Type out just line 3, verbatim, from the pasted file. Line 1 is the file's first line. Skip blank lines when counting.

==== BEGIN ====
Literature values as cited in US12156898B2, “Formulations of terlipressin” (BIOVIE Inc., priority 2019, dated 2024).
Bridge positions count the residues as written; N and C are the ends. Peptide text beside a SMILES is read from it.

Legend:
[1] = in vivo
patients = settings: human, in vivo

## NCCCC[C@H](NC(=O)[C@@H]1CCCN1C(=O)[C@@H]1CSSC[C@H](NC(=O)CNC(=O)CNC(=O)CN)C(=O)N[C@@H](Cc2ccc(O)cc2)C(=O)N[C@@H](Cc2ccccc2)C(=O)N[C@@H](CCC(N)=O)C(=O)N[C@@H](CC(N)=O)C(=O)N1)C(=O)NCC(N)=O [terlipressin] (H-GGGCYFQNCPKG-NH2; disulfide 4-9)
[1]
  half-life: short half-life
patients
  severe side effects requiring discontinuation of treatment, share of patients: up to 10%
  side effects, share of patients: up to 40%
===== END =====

Legend: